Dancing to the beat of a different drummer isn’t the exception in New Orleans — it’s the rule.
The Big Easy is the perfect spot to celebrate LGBT pride during its annual festival from June 8-10. You can take in the party from the Hotel Indigo Garden District, a neighborhood that’s also home to the iconic St. Charles Avenue streetcar, manses shaded by centuries-old live oak trees and the must-dine Commander’s Palace restaurant.
At the end of the summer, New Orleans hosts Southern Decadence—also known as Gay Mardi Gras—which takes place over Labor Day weekend.
While in NoLa, here’s a guide to some LGBT-friendly musts:
Food & Drink
The city that invented the cocktail naturally boasts plenty of fabulous watering holes. Café Lafitte in Exile, a 24/7 gay hangout since 1953, is just one of the gay-centric pubs on the “quieter” end of Bourbon. Two-for-one happy hour on the bar’s wraparound balcony is always a scene. For something a bit more swank, saunter over to the 700 Club on Burgundy (remember to say burGUNdee), a chill neighborhood bar with late night eats including burgers, fried catfish, a gooey mac-n-cheese skillet and a few veg options.
If you prefer your cocktails on the craft side, head to Cane + Table on Decatur for creative pours and a menu of rustic global eats. In nice weather, head to the courtyard in the back. For a seminal New Orleans dining experience, it doesn’t get much better than Galatoire’s, a Bourbon Street Creole grand dame with a legendary Friday lunch experience.
Get a ride to the Bywater neighborhood (a little more than a mile from the French Quarter) to The Country Club, which may just be the best-kept secret in New Orleans. Located in a circa 1884 Italianate manse, the restaurant-resort offers a locally-inspired menu of dishes like barbecue shrimp and grits and Louisiana speckled trout. Pay a day rate to swim in the heated saltwater pool and lounge in the back courtyard. Drag brunch on Saturdays is a hoot.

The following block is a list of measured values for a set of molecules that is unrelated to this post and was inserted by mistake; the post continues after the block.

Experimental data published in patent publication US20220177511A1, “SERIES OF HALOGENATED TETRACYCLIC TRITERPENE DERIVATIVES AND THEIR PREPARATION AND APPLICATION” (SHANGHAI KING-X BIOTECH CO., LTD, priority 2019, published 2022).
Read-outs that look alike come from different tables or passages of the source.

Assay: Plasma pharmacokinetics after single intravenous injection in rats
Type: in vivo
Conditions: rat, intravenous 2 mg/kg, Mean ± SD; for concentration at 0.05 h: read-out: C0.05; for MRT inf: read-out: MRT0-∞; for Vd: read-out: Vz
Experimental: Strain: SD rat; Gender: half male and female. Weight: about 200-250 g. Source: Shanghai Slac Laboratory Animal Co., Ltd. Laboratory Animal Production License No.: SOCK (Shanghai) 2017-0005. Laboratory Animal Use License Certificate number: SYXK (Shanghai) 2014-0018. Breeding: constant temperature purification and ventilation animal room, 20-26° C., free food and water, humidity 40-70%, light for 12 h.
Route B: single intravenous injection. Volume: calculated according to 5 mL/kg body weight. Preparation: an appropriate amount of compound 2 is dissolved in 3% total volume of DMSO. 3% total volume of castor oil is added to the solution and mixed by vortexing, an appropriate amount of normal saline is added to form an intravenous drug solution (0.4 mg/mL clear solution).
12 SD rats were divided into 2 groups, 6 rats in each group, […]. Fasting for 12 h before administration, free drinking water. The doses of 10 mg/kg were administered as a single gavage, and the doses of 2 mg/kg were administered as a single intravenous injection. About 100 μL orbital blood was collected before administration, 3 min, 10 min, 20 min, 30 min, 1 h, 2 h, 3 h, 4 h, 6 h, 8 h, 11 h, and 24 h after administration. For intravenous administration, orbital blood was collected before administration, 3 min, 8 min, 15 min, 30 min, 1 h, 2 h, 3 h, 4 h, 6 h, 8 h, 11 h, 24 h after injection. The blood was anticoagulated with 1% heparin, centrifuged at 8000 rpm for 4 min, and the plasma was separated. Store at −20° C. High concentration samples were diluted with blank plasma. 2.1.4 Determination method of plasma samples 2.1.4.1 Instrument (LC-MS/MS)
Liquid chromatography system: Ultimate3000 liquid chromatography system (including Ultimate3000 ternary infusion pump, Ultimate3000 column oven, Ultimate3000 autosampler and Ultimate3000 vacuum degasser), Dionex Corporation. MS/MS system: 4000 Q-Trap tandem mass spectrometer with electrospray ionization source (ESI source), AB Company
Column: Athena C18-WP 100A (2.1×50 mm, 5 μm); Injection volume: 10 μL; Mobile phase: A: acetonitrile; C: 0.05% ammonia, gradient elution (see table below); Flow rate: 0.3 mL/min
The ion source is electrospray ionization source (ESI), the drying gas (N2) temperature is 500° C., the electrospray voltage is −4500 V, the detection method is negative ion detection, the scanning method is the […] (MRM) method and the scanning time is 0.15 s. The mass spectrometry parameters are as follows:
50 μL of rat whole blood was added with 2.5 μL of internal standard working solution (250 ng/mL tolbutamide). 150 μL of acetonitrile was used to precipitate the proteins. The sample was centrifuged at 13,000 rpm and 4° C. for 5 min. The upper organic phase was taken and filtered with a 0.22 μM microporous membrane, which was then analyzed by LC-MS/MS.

If it’s a thump-thump beat you’re craving, Oz on Bourbon Street delivers non-stop dancing and DJs, drag shows, and a slammin’ balcony for great people-watching. The crowd is decidedly mixed, with plenty of singles, women and boys at the bar.
New Orleans is the birthplace of jazz, after all, and there’s no better place to experience it than at Snug Harbor on Frenchmen Street.
French artist Edgar Degas painted the famous Portrait of Estelle while spending time in the city in 1872. For breakfast with a side of artistry, dine at the Edgar Degas House on Esplanade and take a tour of his studio and residence with one of his kin.
In the burgeoning Warehouse Arts District, check out the Ogden Museum of Southern Art, which curates a comprehensive collection of photographs, portraits, contemporary and abstract art and pottery that casts a light on the Southern experience — Gothic and otherwise.
At The Museum of the American Cocktail, inside the Southern Food and Beverage Museum, you can view an exhibit on absinthe accoutrement and lore about the many cocktails first shaken in the Big Easy and beyond. When you get thirsty, there’s a terrific bar and restaurant next door called Toup’s South.
New Orleans Architecture Tours offers entertaining walking tours and commentary in neighborhoods from the French Quarter and the Irish Channel to the Garden District. Art meets design at Music Box Village in the Bywater, an artist-built sculpture garden outfitted with immersive music “houses” that you can make whir, cling and trill. It’s also a music venue, so check the schedule for shows.
The Sydney and Walda Besthoff Sculpture Garden in City Park behind the New Orleans Museum of Art is free of charge and worth visiting for its unusual setting: The “gallery” is set among gorgeous old pines, magnolias and live oaks that have been casting shadows for generations.